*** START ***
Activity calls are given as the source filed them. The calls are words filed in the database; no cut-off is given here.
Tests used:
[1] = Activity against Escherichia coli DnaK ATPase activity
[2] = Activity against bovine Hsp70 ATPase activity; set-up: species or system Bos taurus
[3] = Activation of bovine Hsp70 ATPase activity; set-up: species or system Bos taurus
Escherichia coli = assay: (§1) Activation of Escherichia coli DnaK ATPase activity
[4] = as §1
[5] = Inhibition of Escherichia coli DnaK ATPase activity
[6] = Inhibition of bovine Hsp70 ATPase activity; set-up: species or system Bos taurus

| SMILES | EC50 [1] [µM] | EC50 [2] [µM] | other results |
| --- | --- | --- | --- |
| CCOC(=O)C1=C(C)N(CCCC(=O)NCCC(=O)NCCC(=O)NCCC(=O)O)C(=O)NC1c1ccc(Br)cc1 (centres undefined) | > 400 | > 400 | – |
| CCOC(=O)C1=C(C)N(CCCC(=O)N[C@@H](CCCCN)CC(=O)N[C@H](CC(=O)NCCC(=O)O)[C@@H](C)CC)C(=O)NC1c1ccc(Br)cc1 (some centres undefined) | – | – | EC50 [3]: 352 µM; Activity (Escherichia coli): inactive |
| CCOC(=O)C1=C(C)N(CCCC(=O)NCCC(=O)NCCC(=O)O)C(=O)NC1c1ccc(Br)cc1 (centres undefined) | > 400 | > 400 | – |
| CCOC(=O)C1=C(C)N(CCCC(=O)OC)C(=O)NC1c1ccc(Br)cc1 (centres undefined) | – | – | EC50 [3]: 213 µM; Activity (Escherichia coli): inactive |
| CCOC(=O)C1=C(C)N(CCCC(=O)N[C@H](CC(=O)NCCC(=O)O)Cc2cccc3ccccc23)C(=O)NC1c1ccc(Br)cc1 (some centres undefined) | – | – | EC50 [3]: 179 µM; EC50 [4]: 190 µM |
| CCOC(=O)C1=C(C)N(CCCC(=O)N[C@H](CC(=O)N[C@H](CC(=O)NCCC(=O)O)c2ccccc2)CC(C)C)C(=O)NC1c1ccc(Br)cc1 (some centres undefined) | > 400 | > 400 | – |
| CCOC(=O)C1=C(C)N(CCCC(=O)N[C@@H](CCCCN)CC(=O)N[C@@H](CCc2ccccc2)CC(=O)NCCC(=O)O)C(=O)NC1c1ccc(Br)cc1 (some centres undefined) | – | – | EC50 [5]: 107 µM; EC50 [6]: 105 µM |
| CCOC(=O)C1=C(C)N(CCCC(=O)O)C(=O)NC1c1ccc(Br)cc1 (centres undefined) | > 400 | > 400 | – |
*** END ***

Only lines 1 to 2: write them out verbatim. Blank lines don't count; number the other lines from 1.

Activity calls are given as the source filed them. The calls are words filed in the database; no cut-off is given here.
Tests used: